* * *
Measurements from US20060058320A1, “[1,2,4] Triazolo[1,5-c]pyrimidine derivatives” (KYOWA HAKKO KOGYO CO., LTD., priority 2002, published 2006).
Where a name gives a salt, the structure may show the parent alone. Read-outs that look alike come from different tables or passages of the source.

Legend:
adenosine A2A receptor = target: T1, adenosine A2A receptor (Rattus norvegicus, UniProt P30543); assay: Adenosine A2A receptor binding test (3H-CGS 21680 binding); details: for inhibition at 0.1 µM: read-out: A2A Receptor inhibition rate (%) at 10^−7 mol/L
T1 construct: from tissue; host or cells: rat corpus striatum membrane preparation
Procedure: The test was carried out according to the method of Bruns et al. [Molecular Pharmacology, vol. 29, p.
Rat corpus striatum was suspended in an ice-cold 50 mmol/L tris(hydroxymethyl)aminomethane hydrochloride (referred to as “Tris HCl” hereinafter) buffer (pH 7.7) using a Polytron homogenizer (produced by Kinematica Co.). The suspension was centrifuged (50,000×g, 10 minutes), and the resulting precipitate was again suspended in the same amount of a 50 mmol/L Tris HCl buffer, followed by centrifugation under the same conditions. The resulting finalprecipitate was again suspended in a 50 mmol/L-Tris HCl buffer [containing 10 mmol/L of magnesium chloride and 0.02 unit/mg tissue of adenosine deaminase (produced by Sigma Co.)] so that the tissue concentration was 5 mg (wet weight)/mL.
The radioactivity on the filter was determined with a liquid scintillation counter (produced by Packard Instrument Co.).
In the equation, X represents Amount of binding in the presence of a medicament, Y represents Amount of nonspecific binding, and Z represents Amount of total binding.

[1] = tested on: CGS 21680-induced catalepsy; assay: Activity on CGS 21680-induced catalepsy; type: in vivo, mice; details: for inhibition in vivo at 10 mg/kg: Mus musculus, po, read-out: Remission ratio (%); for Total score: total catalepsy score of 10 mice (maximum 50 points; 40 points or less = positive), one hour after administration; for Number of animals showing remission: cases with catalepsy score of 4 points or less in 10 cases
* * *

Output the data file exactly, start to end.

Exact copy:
Measurements from US20060058320A1, “[1,2,4] Triazolo[1,5-c]pyrimidine derivatives” (KYOWA HAKKO KOGYO CO., LTD., priority 2002, published 2006).
Where a name gives a salt, the structure may show the parent alone. Read-outs that look alike come from different tables or passages of the source.

Legend:
adenosine A2A receptor = target: T1, adenosine A2A receptor (Rattus norvegicus, UniProt P30543); assay: Adenosine A2A receptor binding test (3H-CGS 21680 binding); details: for inhibition at 0.1 µM: read-out: A2A Receptor inhibition rate (%) at 10^−7 mol/L
T1 construct: from tissue; host or cells: rat corpus striatum membrane preparation
Procedure: The test was carried out according to the method of Bruns et al. [Molecular Pharmacology, vol. 29, p.
Rat corpus striatum was suspended in an ice-cold 50 mmol/L tris(hydroxymethyl)aminomethane hydrochloride (referred to as “Tris HCl” hereinafter) buffer (pH 7.7) using a Polytron homogenizer (produced by Kinematica Co.). The suspension was centrifuged (50,000×g, 10 minutes), and the resulting precipitate was again suspended in the same amount of a 50 mmol/L Tris HCl buffer, followed by centrifugation under the same conditions. The resulting finalprecipitate was again suspended in a 50 mmol/L-Tris HCl buffer [containing 10 mmol/L of magnesium chloride and 0.02 unit/mg tissue of adenosine deaminase (produced by Sigma Co.)] so that the tissue concentration was 5 mg (wet weight)/mL.
The radioactivity on the filter was determined with a liquid scintillation counter (produced by Packard Instrument Co.).
In the equation, X represents Amount of binding in the presence of a medicament, Y represents Amount of nonspecific binding, and Z represents Amount of total binding.

[1] = tested on: CGS 21680-induced catalepsy; assay: Activity on CGS 21680-induced catalepsy; type: in vivo, mice; details: for inhibition in vivo at 10 mg/kg: Mus musculus, po, read-out: Remission ratio (%); for Total score: total catalepsy score of 10 mice (maximum 50 points; 40 points or less = positive), one hour after administration; for Number of animals showing remission: cases with catalepsy score of 4 points or less in 10 cases